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Words From The WiseVenice 2013: Parkland, The Sacrament, The Zero Theorem and Locke

Posted on Monday September 2, 2013, 19:50 by Damon Wise in Words From The Wise
Venice 2013: Parkland, The Sacrament, The Zero Theorem and Locke

Venice has a bit of a thing for Kennedy dramas, having played host in 2006 to Bobby, an ensemble piece set at the hotel where JFK’s brother was assassinated. This year saw Peter Landesman’s Parkland make the trip, an equally star-studded historical piece that begins in, but is not confined to, the hospital of the same name, where JFK himself was taken after being shot in the head on a visit to Texas in 1963. Unlike Bobby, this is a quite a nuts and bolts affair, a mosaic of lesser-known details that seeks to tell a forensic story of the day rather than the subsequent conspiracy-theory industry that has since sprung up around it.

The result is not so much the anti-JFK as the un-JFK, ignoring Stone’s film completely and painting instead a portrait of a city plunged into a panic, a microcosm of the wider world. Some players are better than others, and the famous faces are a little more distracting than they were in Bobby, since this is a constantly evol...

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Words From The WiseVenice 2013: Philomena

Posted on Sunday September 1, 2013, 12:34 by Damon Wise in Words From The Wise
Venice 2013: Philomena

Philomena is the result of an unlikely collusion between Steve Coogan, Stephen Frears and Dame Judi Dench, telling the story of an Irish woman who, in her 70s, breaks the news to her daughter that she had an illegitimate son in her early teens. What happened to the mother – disowned by her family, sent to a Magdalene home, and forced into near-slavery by nuns before being coerced into giving the boy up for adoption – is bad enough, but the woman’s fears for her son are even worse. Is he dead? Homeless? Drunk? This all sounds like a recipe for sure disaster, either a glum misery-fest or the most inappropriate laffer of all time. And yet Philomena is nothing but a resounding, unqualified success: funny, sad, angry and forgiving, a beautifully understated and very un-Hollywood comedy that covers familiar emotional territory in a very unusual way.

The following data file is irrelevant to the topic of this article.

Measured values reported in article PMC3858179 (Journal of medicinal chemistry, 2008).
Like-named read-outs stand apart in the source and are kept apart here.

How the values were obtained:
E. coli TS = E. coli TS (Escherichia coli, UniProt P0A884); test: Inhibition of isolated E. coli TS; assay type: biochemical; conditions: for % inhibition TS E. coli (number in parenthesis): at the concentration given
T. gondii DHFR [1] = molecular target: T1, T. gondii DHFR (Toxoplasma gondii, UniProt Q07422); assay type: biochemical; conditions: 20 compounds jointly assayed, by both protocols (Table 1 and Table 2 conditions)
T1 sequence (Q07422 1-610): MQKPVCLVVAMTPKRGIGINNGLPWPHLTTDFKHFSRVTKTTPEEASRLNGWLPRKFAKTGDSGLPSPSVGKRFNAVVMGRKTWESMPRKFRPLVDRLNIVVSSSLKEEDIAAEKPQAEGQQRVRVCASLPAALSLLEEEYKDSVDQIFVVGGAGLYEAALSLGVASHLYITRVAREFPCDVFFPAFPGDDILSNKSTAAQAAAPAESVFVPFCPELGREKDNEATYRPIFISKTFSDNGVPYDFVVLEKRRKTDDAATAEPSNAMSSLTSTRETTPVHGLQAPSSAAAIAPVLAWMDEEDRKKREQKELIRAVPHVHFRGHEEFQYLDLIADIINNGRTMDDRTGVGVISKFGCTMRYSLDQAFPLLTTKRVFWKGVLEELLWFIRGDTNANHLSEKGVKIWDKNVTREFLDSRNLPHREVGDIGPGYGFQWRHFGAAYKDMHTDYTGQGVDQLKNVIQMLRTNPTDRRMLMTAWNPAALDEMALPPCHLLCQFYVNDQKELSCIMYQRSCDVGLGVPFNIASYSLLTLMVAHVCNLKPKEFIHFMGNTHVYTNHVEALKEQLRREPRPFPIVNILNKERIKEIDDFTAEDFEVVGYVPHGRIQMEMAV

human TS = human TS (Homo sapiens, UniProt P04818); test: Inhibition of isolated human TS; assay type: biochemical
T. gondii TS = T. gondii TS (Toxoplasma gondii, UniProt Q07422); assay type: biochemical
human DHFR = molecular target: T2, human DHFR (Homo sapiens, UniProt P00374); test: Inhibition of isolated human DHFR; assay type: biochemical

The key is a very smart and considerate script by Coogan and co-writer Jeff Pope, which is loosely but still quite faithfu...